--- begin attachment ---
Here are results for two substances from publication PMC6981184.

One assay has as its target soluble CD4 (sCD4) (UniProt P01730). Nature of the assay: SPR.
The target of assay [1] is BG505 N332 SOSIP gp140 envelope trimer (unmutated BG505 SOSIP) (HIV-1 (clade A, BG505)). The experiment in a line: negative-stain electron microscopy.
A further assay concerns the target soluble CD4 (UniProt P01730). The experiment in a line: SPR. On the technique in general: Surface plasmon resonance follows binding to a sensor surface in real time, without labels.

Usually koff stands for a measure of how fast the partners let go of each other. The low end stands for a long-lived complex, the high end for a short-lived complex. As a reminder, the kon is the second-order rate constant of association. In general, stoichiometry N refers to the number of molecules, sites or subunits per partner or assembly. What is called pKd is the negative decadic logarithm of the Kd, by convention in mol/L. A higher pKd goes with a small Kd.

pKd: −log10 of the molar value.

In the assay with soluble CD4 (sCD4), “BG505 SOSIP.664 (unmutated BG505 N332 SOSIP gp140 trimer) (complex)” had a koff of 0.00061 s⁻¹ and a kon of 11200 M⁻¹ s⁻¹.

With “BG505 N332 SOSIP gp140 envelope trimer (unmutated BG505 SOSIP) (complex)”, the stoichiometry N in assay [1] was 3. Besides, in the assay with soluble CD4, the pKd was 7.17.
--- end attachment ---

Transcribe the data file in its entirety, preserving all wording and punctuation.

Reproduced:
Here are results for two substances from publication PMC6981184.

One assay has as its target soluble CD4 (sCD4) (UniProt P01730). Nature of the assay: SPR.
The target of assay [1] is BG505 N332 SOSIP gp140 envelope trimer (unmutated BG505 SOSIP) (HIV-1 (clade A, BG505)). The experiment in a line: negative-stain electron microscopy.
A further assay concerns the target soluble CD4 (UniProt P01730). The experiment in a line: SPR. On the technique in general: Surface plasmon resonance follows binding to a sensor surface in real time, without labels.

Usually koff stands for a measure of how fast the partners let go of each other. The low end stands for a long-lived complex, the high end for a short-lived complex. As a reminder, the kon is the second-order rate constant of association. In general, stoichiometry N refers to the number of molecules, sites or subunits per partner or assembly. What is called pKd is the negative decadic logarithm of the Kd, by convention in mol/L. A higher pKd goes with a small Kd.

pKd: −log10 of the molar value.

In the assay with soluble CD4 (sCD4), “BG505 SOSIP.664 (unmutated BG505 N332 SOSIP gp140 trimer) (complex)” had a koff of 0.00061 s⁻¹ and a kon of 11200 M⁻¹ s⁻¹.

With “BG505 N332 SOSIP gp140 envelope trimer (unmutated BG505 SOSIP) (complex)”, the stoichiometry N in assay [1] was 3. Besides, in the assay with soluble CD4, the pKd was 7.17.